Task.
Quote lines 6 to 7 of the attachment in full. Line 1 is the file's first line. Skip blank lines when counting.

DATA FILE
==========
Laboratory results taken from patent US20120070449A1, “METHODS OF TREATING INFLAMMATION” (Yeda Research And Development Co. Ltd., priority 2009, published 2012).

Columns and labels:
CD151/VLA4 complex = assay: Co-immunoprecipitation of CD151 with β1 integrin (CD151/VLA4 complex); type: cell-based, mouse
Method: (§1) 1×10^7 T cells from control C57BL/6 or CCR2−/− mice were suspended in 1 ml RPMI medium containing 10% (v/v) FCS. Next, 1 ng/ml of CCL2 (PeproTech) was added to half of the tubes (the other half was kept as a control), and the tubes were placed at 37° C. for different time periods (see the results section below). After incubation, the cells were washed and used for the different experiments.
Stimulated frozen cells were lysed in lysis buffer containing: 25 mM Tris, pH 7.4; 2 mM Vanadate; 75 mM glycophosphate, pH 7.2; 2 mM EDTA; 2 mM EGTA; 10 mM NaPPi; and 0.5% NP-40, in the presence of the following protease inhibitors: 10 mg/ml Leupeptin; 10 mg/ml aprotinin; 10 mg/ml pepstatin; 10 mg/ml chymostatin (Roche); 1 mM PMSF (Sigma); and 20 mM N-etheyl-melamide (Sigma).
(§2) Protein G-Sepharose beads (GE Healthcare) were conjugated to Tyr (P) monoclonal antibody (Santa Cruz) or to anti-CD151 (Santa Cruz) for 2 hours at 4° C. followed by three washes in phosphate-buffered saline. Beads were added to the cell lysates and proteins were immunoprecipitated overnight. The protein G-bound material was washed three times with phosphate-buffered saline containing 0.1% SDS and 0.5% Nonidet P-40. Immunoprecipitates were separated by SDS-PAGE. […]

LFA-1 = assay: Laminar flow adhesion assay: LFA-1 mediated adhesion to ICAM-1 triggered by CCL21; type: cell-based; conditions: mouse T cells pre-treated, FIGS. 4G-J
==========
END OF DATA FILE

(§2) Protein G-Sepharose beads (GE Healthcare) were conjugated to Tyr (P) monoclonal antibody (Santa Cruz) or to anti-CD151 (Santa Cruz) for 2 hours at 4° C. followed by three washes in phosphate-buffered saline. Beads were added to the cell lysates and proteins were immunoprecipitated overnight. The protein G-bound material was washed three times with phosphate-buffered saline containing 0.1% SDS and 0.5% Nonidet P-40. Immunoprecipitates were separated by SDS-PAGE. […]

LFA-1 = assay: Laminar flow adhesion assay: LFA-1 mediated adhesion to ICAM-1 triggered by CCL21; type: cell-based; conditions: mouse T cells pre-treated, FIGS. 4G-J